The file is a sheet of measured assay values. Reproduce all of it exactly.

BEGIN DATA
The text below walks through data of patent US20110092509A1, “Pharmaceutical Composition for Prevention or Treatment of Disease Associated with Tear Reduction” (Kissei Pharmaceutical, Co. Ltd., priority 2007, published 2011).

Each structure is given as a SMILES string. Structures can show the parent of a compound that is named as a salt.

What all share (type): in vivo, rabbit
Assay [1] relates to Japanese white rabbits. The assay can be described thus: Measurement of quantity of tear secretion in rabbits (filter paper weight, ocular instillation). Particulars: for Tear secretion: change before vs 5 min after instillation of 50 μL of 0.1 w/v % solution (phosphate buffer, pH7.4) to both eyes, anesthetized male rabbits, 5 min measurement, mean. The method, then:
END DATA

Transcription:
The text below walks through data of patent US20110092509A1, “Pharmaceutical Composition for Prevention or Treatment of Disease Associated with Tear Reduction” (Kissei Pharmaceutical, Co. Ltd., priority 2007, published 2011).

Each structure is given as a SMILES string. Structures can show the parent of a compound that is named as a salt.

What all share (type): in vivo, rabbit
Assay [1] relates to Japanese white rabbits. The assay can be described thus: Measurement of quantity of tear secretion in rabbits (filter paper weight, ocular instillation). Particulars: for Tear secretion: change before vs 5 min after instillation of 50 μL of 0.1 w/v % solution (phosphate buffer, pH7.4) to both eyes, anesthetized male rabbits, 5 min measurement, mean. The method, then: